v1 – “Truly, most assuredly” Kind of self-explanatory, isn’t it? If an individual comes in some other way than through the door, that person is up to no good and means no good for the sheep. They do not enter to give; they enter to take, to deceive, and to destroy (What has the enemy stolen from me?) They enter with an action and an attitude that is disruptive and alarming to the sheep. In my state of misguided musings and meanderings, the thief and the robber controlled me (How has the enemy controlled me?).
v2 – The one who comes in the door is the one in charge of the sheep, the one who has the ultimate responsibility for the well-being of the sheep. This one enters with confidence and an assurance that is calming to the sheep.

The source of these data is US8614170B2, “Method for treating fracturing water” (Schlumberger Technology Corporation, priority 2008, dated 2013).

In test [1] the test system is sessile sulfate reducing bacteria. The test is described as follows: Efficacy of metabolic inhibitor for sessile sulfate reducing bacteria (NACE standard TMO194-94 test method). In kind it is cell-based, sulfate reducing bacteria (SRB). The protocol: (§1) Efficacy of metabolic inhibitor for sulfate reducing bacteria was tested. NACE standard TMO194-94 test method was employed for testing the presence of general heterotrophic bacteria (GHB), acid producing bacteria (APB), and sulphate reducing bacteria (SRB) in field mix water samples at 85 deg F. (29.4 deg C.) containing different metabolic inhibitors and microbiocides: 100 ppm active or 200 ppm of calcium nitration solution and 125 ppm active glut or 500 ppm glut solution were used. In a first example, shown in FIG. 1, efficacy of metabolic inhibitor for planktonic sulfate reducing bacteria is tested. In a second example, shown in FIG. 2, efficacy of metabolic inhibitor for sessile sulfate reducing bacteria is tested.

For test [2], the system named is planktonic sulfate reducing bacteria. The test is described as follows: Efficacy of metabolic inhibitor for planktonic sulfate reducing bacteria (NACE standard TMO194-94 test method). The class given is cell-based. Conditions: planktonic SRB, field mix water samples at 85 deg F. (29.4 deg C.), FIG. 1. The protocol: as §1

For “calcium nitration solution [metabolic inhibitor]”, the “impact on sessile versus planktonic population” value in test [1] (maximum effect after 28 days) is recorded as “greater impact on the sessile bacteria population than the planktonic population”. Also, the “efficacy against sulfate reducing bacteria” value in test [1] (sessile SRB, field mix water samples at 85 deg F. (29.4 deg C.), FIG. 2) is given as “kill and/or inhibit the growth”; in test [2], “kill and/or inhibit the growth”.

v3 – The individual in charge of the door recognizes that one who is in charge of the sheep and will open the door without checking credentials or requiring a strip search. Rev. 3:20 - As the keeper of the door of my heart, I open the door of my heart to allow the shepherd entrée with no hesitation because I recognize His authority as my keeper and I willingly acquiesce to His guidance and care. When the shepherd speaks the sheep respond because they recognize His voice. They know the voice of the one who cares for them and they willingly follow Him. (Is there any time when the sheep will not respond to the voice of the shepherd? “When they are sick.”) (How consistently have I responded to the shepherd’s voice?)
v4 – The real shepherd does not herd the sheep; he leads the sheep. He shows them the way and all He does is speak and they follow (How consistently am I following the shepherd?).